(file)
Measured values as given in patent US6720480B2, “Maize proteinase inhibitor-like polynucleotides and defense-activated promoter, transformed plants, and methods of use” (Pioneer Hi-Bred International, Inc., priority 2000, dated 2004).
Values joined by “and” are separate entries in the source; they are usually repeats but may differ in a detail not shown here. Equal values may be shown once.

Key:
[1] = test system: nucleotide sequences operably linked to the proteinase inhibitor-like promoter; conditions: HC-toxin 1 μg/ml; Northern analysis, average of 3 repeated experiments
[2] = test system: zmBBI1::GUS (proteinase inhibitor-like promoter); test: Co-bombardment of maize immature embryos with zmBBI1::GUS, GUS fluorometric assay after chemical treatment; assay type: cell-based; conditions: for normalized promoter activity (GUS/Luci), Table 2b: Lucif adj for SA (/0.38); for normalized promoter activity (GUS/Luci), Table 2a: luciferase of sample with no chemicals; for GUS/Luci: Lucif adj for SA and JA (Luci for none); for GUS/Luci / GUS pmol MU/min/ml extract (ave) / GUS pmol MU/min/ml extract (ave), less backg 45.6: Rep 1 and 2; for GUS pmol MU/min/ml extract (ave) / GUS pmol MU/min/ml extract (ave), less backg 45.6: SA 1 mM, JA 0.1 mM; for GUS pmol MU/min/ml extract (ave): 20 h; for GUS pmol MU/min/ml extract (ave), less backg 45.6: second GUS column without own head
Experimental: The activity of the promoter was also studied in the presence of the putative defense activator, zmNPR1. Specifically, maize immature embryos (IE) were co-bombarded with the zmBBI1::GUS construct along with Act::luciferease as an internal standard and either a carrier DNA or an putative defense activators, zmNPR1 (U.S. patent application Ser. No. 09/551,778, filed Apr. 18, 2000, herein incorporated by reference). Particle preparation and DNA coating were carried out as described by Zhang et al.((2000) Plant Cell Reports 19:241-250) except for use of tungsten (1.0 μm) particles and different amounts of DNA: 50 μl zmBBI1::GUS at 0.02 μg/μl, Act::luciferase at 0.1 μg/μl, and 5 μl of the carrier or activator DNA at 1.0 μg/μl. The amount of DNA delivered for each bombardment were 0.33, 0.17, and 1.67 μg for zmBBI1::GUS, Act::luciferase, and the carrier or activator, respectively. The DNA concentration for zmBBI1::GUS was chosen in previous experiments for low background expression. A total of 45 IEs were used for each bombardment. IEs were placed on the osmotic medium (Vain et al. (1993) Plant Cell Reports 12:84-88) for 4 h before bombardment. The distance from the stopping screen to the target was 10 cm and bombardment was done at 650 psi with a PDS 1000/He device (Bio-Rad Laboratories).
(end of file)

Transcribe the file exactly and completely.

Measured values as given in patent US6720480B2, “Maize proteinase inhibitor-like polynucleotides and defense-activated promoter, transformed plants, and methods of use” (Pioneer Hi-Bred International, Inc., priority 2000, dated 2004).
Values joined by “and” are separate entries in the source; they are usually repeats but may differ in a detail not shown here. Equal values may be shown once.

Key:
[1] = test system: nucleotide sequences operably linked to the proteinase inhibitor-like promoter; conditions: HC-toxin 1 μg/ml; Northern analysis, average of 3 repeated experiments
[2] = test system: zmBBI1::GUS (proteinase inhibitor-like promoter); test: Co-bombardment of maize immature embryos with zmBBI1::GUS, GUS fluorometric assay after chemical treatment; assay type: cell-based; conditions: for normalized promoter activity (GUS/Luci), Table 2b: Lucif adj for SA (/0.38); for normalized promoter activity (GUS/Luci), Table 2a: luciferase of sample with no chemicals; for GUS/Luci: Lucif adj for SA and JA (Luci for none); for GUS/Luci / GUS pmol MU/min/ml extract (ave) / GUS pmol MU/min/ml extract (ave), less backg 45.6: Rep 1 and 2; for GUS pmol MU/min/ml extract (ave) / GUS pmol MU/min/ml extract (ave), less backg 45.6: SA 1 mM, JA 0.1 mM; for GUS pmol MU/min/ml extract (ave): 20 h; for GUS pmol MU/min/ml extract (ave), less backg 45.6: second GUS column without own head
Experimental: The activity of the promoter was also studied in the presence of the putative defense activator, zmNPR1. Specifically, maize immature embryos (IE) were co-bombarded with the zmBBI1::GUS construct along with Act::luciferease as an internal standard and either a carrier DNA or an putative defense activators, zmNPR1 (U.S. patent application Ser. No. 09/551,778, filed Apr. 18, 2000, herein incorporated by reference). Particle preparation and DNA coating were carried out as described by Zhang et al.((2000) Plant Cell Reports 19:241-250) except for use of tungsten (1.0 μm) particles and different amounts of DNA: 50 μl zmBBI1::GUS at 0.02 μg/μl, Act::luciferase at 0.1 μg/μl, and 5 μl of the carrier or activator DNA at 1.0 μg/μl. The amount of DNA delivered for each bombardment were 0.33, 0.17, and 1.67 μg for zmBBI1::GUS, Act::luciferase, and the carrier or activator, respectively. The DNA concentration for zmBBI1::GUS was chosen in previous experiments for low background expression. A total of 45 IEs were used for each bombardment. IEs were placed on the osmotic medium (Vain et al. (1993) Plant Cell Reports 12:84-88) for 4 h before bombardment. The distance from the stopping screen to the target was 10 cm and bombardment was done at 650 psi with a PDS 1000/He device (Bio-Rad Laboratories).